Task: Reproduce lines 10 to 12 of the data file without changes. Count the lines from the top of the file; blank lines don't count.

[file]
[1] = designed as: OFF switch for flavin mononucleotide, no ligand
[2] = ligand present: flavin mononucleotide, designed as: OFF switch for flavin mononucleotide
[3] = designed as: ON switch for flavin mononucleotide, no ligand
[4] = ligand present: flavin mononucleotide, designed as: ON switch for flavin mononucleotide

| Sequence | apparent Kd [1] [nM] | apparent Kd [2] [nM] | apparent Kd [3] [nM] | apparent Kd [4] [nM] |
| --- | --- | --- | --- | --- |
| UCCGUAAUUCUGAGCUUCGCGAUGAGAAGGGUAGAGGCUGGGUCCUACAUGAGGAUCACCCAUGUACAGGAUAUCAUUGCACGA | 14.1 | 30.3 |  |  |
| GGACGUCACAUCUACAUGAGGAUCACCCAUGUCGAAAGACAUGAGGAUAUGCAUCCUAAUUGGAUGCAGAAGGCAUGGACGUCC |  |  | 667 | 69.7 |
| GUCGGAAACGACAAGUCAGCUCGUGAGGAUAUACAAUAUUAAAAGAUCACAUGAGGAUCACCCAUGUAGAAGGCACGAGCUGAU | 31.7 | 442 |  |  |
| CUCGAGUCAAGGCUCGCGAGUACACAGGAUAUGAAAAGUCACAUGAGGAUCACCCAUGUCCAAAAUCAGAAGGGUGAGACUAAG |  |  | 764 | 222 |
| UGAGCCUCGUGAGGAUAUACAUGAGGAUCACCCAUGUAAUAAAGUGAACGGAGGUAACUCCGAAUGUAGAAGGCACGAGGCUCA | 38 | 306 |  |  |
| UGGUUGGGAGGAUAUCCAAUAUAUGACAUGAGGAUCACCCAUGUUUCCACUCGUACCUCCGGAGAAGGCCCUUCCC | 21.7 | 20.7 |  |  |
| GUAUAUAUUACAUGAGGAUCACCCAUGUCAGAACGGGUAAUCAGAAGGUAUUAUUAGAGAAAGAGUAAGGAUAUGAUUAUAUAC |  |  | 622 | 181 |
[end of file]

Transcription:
| CUCGAGUCAAGGCUCGCGAGUACACAGGAUAUGAAAAGUCACAUGAGGAUCACCCAUGUCCAAAAUCAGAAGGGUGAGACUAAG |  |  | 764 | 222 |
| UGAGCCUCGUGAGGAUAUACAUGAGGAUCACCCAUGUAAUAAAGUGAACGGAGGUAACUCCGAAUGUAGAAGGCACGAGGCUCA | 38 | 306 |  |  |
| UGGUUGGGAGGAUAUCCAAUAUAUGACAUGAGGAUCACCCAUGUUUCCACUCGUACCUCCGGAGAAGGCCCUUCCC | 21.7 | 20.7 |  |  |